lawsuit

Tim Evanson via Wikimedia Commons

This week, a Cheboygan District Court Judge ruled that Chesapeake Energy will go to trial for alleged fraud.

Michigan Attorney General Bill Schuette has accused the Oklahoma-based energy company of swindling landowners in northern Michigan.

Peter Payette is with our partners at Interlochen Public Radio and he has been covering this story.

How did all of this start?

Around May of 2010, the state auctioned off the right to drill for oil and gas on public land.

"And that auction saw prices that were astronomical. The state in one day raised as much money from the sale of oil and gas rights as it had raised in its entire history," Payette says. "And that's because out-of-state companies believed that by using these newer methods of horizontal hydraulic fracturing that they could make a lot of money by drilling deep down in the ground and taking out natural gas."

These companies went out to private landowners that summer and asked to explore their properties for oil and gas. The landowners signed leases. "And those promised what is called a 'order of payment' and in many cases the landowners did not receive payment and may say they were cheated and are owed money," Payette says.

The MGM Grand Casino in Detroit
Mike Russell

Current and former employees of the Detroit MGM Grand Casino are suing the casino for unfair labor practices.

What could be up to 200 employees claim the casino refused to pay floor supervisors for overtime.

The Fair Labor Standards Act says certain employees who work more than 40 hours a week are entitled to overtime pay.

But the complaint claims the casino hasn't done that.

Megan Bonanni is a lawyer for the employees. She says what the floor supervisors are asking for is only fair.

Citizen groups are suing the Michigan Department of Environmental Quality over an air permit it granted to a Dearborn steel plant.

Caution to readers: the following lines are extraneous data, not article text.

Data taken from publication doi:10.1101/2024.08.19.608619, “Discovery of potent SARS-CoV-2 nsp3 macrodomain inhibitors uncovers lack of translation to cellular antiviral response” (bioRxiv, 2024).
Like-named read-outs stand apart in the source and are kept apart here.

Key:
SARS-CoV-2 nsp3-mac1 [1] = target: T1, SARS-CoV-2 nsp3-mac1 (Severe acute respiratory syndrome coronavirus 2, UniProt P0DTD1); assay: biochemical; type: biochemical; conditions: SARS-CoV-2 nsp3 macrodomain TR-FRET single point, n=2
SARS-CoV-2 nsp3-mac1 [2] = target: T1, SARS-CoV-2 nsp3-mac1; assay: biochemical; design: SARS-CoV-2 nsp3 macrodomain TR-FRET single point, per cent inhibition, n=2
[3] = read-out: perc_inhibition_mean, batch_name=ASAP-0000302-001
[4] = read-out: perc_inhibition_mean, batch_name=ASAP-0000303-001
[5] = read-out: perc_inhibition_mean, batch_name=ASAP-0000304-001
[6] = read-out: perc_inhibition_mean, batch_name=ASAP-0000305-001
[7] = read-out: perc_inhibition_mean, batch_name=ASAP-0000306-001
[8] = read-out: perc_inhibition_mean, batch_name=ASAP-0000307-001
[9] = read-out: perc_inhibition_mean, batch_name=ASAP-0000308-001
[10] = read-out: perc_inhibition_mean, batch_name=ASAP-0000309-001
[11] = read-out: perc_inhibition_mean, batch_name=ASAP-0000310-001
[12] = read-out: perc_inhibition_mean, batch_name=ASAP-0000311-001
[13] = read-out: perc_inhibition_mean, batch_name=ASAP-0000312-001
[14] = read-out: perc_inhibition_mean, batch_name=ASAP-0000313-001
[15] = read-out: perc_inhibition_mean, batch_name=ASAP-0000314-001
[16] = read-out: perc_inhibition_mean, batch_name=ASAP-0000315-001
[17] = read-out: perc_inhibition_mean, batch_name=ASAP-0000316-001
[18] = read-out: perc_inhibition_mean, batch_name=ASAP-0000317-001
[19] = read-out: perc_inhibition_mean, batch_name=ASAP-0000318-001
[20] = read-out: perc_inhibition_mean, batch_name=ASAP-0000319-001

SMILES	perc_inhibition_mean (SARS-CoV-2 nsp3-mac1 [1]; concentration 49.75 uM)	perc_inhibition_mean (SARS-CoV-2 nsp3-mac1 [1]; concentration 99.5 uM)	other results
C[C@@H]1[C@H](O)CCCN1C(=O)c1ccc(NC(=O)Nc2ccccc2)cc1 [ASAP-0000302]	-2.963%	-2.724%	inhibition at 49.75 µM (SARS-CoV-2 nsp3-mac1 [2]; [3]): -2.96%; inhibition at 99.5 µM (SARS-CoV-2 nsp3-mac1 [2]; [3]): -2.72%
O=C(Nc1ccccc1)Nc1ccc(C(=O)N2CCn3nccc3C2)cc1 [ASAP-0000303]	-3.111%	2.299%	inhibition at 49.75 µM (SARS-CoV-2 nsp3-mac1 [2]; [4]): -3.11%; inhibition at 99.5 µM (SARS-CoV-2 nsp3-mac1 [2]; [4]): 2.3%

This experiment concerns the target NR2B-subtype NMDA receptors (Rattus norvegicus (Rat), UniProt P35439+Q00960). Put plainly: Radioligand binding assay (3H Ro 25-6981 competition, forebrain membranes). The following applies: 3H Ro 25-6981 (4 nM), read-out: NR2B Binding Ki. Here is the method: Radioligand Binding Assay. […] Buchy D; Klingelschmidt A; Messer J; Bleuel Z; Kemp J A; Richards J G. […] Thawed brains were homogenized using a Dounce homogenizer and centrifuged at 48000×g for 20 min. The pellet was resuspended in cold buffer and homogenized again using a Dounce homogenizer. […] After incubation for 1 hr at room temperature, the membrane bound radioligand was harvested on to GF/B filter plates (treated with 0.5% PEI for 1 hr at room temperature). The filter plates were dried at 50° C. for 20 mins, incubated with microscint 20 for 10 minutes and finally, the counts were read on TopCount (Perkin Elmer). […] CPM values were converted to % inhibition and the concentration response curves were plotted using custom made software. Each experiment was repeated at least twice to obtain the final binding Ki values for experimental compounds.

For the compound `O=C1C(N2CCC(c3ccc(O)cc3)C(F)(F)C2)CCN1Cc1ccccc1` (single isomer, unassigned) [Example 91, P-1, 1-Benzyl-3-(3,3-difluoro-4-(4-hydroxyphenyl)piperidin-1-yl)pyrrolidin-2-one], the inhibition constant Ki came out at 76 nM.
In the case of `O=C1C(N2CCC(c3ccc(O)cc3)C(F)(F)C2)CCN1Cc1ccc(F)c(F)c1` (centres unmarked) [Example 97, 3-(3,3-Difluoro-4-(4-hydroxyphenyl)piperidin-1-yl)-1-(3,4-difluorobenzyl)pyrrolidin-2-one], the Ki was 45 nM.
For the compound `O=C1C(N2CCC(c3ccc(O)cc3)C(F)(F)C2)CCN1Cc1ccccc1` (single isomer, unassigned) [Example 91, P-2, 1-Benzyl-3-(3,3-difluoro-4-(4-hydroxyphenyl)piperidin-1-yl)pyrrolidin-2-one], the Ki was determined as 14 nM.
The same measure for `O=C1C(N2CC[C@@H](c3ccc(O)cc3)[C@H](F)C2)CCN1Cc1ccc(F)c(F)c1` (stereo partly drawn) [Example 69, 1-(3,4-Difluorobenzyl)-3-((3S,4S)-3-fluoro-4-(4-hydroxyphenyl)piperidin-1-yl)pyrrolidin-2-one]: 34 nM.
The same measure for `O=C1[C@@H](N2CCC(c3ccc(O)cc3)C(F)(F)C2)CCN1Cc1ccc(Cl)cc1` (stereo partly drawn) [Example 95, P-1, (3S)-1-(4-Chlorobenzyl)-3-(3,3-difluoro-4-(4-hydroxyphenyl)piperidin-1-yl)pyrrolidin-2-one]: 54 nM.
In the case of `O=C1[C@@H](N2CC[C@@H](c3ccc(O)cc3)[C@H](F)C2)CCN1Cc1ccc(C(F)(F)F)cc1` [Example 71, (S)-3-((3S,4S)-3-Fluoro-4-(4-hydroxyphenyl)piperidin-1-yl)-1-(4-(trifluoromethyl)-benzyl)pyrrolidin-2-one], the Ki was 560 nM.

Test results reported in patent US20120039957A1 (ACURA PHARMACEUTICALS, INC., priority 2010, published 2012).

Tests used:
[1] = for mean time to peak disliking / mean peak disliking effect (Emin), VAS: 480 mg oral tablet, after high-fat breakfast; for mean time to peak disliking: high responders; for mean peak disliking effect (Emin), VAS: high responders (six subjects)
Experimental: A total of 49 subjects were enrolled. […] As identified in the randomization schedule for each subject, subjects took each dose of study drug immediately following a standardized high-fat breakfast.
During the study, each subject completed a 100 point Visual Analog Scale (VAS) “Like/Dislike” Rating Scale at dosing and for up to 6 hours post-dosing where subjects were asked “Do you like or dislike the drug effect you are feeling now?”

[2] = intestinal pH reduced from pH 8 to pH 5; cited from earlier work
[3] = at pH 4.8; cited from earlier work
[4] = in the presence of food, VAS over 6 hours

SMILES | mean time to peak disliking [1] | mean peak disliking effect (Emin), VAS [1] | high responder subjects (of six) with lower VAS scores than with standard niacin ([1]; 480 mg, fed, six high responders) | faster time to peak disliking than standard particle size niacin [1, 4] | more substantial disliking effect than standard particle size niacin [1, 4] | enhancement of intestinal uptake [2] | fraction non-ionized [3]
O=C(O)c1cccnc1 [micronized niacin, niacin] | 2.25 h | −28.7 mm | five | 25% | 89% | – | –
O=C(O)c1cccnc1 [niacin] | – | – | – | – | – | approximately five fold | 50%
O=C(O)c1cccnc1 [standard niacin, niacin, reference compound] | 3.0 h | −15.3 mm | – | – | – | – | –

Two months ago, the MDEQ issued the permit to the Severstal plant. It allowed the facility to continue polluting at levels that had previously been cited by the state.

Steve Carmody / Michigan Radio

McDonald's is being sued for allegedly stealing the wages of fast-food workers in Michigan.

The lawsuits allege workers at 21 McDonald's restaurants in Detroit are forced to pay for their own uniforms and work off the clock.

“These unlawful practices have flourished in part because most of the workers are so financially vulnerable that they are afraid to lodge the claims on their own behalf,” says attorney Joe Sellers, who’s handling similar lawsuits in California and New York.

Steve Carmody/Michigan Radio

SIOUX CITY, Iowa (AP) - A federal judge in Iowa has dismissed a Michigan couple's lawsuit that claimed butter flavorings in microwave popcorn left the husband with lung disease.

U.S. District Judge Mark Bennett ruled Tuesday that Michigan's three-year statute of limitations barred the lawsuit brought by David and Barbara Stults of Grand Rapids.

Steve Carmody/Michigan Radio

DETROIT (AP) - A Detroit-area judge wants a federal appeals court to intervene in a lawsuit linked to the accidental consumption of alcohol by a child at a Detroit Tigers game.

The parents of Leo Ratte are suing Judge Judy Hartsfield. In 2008, the 7-year-old boy was temporarily removed from them when his father mistakenly gave him Mike's Hard Lemonade at Comerica Park.

wikipedia.org

The Arab-American Civil Rights League says hundreds of Arab-Americans received letters from Huntington Bank this year explaining that their accounts have been closed, shut down or terminated.

No reason was given for closing the accounts, and no other link exists between the private and business account holders, except that they are all Arab-American owned accounts.

Steve Carmody/Michigan Radio

An effort to roll back Flint’s recent spike in water and sewer rates has failed.

On Friday, a Genesee County Circuit Court judge dismissed a lawsuit against the city of Flint.

Flint's city council president sued, after the mayor, then later the state appointed emergency manger, increased city water and sewer rates. The increases effectively doubled the rate for city water customers

City leaders claim the rate increase was needed to pay for rising water system expenses.

dow.com

A federal judge has slapped Midland-based Dow Chemical with a billion dollar judgment in a price fixing case. The company allegedly colluded with its competitors to fix the price of urethane.